Tuesday, 9 May 2017

Eliza Haywood Unpopular in the UK

It pains me to say this, but Eliza Haywood appears to be unpopular in the UK.

Early one Saturday morning, shortly after I did my most recent update of this page (which lists Haywood scholarship online), it occurred to me that most of the major Haywood critics seem to be based in the US. Since it was cold, and daylight was still hours away, I started flicking through my mental card file to identify anyone from the UK who has made a name for themselves in the last century or so, by writing about Haywood, or editing her works.

George Frisbie Whicher? No.
Mary Anne Schofield? No.
Christine Blouch? No.
Toni Bowers? No.
Patricia Meyer Spacks? No.
Kirsten T. Saxton? No.
Juliette Merritt? No.
Jerry C. Beasley? No.
Deborah Nestor? No.
Alexander Pettit? No.
Kathryn R. King? No.
Margaret Case Croskery? No.
Tiffany Potter? No.
Me! No.

The only Haywood scholar from the UK that I could think of, off the top of my head, was Kim Simpson. I wish Kim enormous success, but I am sure she would agree that she is still establishing herself in the field. Which got me thinking: how would you quantify, empirically, the extent to which other UK (or British) scholars have contributed to the field. As soon as I had worked something out, I jumped up and set to work.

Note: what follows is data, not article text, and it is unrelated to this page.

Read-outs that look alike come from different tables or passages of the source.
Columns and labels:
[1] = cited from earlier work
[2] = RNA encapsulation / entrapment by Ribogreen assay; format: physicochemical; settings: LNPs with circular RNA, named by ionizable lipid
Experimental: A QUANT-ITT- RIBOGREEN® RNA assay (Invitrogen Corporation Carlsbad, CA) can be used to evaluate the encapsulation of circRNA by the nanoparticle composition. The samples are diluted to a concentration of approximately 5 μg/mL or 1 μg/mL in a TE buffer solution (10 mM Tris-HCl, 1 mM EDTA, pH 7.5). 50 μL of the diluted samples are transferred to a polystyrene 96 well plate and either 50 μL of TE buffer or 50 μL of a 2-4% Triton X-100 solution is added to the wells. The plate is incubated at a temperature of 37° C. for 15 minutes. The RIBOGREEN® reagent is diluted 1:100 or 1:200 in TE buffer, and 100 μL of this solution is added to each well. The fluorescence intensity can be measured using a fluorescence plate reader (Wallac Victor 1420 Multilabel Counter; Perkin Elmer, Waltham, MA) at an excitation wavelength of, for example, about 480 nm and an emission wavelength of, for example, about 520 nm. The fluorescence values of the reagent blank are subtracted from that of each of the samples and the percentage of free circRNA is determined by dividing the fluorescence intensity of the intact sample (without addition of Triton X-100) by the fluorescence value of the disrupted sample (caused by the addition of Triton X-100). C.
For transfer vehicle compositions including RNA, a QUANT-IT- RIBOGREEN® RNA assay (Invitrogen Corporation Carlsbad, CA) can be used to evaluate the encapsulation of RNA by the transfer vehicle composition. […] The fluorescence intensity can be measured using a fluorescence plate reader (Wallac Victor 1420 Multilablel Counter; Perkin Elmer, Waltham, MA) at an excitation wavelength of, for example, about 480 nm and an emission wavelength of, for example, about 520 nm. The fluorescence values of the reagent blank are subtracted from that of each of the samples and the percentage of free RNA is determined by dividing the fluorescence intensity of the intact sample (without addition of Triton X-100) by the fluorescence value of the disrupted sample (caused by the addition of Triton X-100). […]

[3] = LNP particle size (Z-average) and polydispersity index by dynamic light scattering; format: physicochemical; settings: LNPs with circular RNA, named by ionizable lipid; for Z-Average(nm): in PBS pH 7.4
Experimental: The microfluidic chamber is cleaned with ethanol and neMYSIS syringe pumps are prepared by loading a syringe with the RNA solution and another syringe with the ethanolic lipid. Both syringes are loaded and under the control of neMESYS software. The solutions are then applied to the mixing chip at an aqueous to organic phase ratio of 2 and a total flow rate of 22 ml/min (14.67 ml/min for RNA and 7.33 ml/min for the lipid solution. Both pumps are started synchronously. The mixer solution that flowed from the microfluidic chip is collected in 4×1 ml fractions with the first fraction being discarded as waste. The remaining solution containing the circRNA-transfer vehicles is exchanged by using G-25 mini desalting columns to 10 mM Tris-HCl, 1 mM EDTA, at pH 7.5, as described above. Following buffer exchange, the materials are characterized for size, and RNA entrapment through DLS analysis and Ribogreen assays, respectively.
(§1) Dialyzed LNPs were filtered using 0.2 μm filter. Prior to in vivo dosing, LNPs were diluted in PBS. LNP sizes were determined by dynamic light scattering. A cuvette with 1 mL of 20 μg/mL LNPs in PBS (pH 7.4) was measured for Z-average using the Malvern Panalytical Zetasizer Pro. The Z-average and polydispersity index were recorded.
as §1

It took all day—from dark to dark—but I managed to establish to my own satisfaction that British scholars have made no significant impact on recent Haywood studies. I set out my reasoning and results below, and the limit I set myself concerning how to define "recent" and "impact", but the searches that I conducted which go beyond the limits I set reinforce the impression of those results. That is, British scholars have not made a significant impact on Haywood studies generally.

Another impression I have is that many (perhaps "most") of the scholars, who have made an impact on Haywood studies, are not from top-ranked universities. University rankings are an unhealthy obsession of administrators, but the fact that I had not heard of a very large number of the institutions in question cannot be dismissed solely on the basis that I am an antipodean. I visited every library in the States with more than ten Haywood items in their collection: west-coast, mid-west, north-east and east coast. If I find myself with another day on my hands I might correlate scholars with original editions of her works. I suspect the relation is an inverse proportion.